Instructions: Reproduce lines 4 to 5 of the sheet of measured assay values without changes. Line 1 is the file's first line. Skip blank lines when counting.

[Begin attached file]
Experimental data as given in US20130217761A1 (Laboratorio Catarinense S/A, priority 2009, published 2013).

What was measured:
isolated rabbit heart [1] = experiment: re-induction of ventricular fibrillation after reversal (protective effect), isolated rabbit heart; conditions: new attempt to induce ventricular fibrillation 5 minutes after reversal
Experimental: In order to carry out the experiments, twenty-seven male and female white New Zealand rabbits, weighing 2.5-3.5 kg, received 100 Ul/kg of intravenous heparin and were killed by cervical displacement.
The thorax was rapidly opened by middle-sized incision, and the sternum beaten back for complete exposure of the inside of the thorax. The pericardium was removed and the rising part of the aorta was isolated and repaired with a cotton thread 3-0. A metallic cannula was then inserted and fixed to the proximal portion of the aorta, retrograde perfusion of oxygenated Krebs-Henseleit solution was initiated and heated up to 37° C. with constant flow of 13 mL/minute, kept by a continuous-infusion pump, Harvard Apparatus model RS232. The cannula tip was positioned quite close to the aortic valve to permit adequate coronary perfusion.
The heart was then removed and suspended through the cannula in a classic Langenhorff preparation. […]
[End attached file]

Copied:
Experimental: In order to carry out the experiments, twenty-seven male and female white New Zealand rabbits, weighing 2.5-3.5 kg, received 100 Ul/kg of intravenous heparin and were killed by cervical displacement.
The thorax was rapidly opened by middle-sized incision, and the sternum beaten back for complete exposure of the inside of the thorax. The pericardium was removed and the rising part of the aorta was isolated and repaired with a cotton thread 3-0. A metallic cannula was then inserted and fixed to the proximal portion of the aorta, retrograde perfusion of oxygenated Krebs-Henseleit solution was initiated and heated up to 37° C. with constant flow of 13 mL/minute, kept by a continuous-infusion pump, Harvard Apparatus model RS232. The cannula tip was positioned quite close to the aortic valve to permit adequate coronary perfusion.